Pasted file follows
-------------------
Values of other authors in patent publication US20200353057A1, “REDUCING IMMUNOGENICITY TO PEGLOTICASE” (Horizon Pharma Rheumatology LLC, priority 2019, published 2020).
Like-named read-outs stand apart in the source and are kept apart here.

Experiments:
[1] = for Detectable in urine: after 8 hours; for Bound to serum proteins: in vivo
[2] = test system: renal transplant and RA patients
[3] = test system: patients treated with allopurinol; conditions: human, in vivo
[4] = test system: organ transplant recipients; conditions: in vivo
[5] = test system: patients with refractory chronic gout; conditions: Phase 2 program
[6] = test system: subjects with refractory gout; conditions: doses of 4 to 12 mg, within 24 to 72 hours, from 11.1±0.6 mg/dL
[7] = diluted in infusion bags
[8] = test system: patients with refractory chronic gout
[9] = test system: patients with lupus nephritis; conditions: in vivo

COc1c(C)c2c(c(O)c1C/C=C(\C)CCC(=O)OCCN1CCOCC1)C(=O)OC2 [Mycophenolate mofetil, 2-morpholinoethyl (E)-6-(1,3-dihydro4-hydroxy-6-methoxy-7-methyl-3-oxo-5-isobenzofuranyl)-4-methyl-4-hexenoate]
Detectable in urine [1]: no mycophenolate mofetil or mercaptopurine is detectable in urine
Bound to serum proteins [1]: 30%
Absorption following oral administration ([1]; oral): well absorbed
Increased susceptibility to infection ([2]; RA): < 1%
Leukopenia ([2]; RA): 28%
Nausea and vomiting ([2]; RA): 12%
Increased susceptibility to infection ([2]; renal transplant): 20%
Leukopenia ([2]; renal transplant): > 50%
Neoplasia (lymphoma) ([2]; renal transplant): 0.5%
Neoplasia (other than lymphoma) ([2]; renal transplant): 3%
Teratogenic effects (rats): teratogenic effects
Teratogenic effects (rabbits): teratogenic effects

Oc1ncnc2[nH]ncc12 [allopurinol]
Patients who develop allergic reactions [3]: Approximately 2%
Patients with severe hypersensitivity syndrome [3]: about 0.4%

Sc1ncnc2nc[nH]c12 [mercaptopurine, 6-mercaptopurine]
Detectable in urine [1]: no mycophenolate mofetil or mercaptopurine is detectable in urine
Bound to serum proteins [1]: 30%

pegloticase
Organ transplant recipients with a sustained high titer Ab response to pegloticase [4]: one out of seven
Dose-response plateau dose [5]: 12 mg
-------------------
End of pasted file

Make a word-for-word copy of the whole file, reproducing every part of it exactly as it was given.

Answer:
Values of other authors in patent publication US20200353057A1, “REDUCING IMMUNOGENICITY TO PEGLOTICASE” (Horizon Pharma Rheumatology LLC, priority 2019, published 2020).
Like-named read-outs stand apart in the source and are kept apart here.

Experiments:
[1] = for Detectable in urine: after 8 hours; for Bound to serum proteins: in vivo
[2] = test system: renal transplant and RA patients
[3] = test system: patients treated with allopurinol; conditions: human, in vivo
[4] = test system: organ transplant recipients; conditions: in vivo
[5] = test system: patients with refractory chronic gout; conditions: Phase 2 program
[6] = test system: subjects with refractory gout; conditions: doses of 4 to 12 mg, within 24 to 72 hours, from 11.1±0.6 mg/dL
[7] = diluted in infusion bags
[8] = test system: patients with refractory chronic gout
[9] = test system: patients with lupus nephritis; conditions: in vivo

COc1c(C)c2c(c(O)c1C/C=C(\C)CCC(=O)OCCN1CCOCC1)C(=O)OC2 [Mycophenolate mofetil, 2-morpholinoethyl (E)-6-(1,3-dihydro4-hydroxy-6-methoxy-7-methyl-3-oxo-5-isobenzofuranyl)-4-methyl-4-hexenoate]
Detectable in urine [1]: no mycophenolate mofetil or mercaptopurine is detectable in urine
Bound to serum proteins [1]: 30%
Absorption following oral administration ([1]; oral): well absorbed
Increased susceptibility to infection ([2]; RA): < 1%
Leukopenia ([2]; RA): 28%
Nausea and vomiting ([2]; RA): 12%
Increased susceptibility to infection ([2]; renal transplant): 20%
Leukopenia ([2]; renal transplant): > 50%
Neoplasia (lymphoma) ([2]; renal transplant): 0.5%
Neoplasia (other than lymphoma) ([2]; renal transplant): 3%
Teratogenic effects (rats): teratogenic effects
Teratogenic effects (rabbits): teratogenic effects

Oc1ncnc2[nH]ncc12 [allopurinol]
Patients who develop allergic reactions [3]: Approximately 2%
Patients with severe hypersensitivity syndrome [3]: about 0.4%

Sc1ncnc2nc[nH]c12 [mercaptopurine, 6-mercaptopurine]
Detectable in urine [1]: no mycophenolate mofetil or mercaptopurine is detectable in urine
Bound to serum proteins [1]: 30%

pegloticase
Organ transplant recipients with a sustained high titer Ab response to pegloticase [4]: one out of seven
Dose-response plateau dose [5]: 12 mg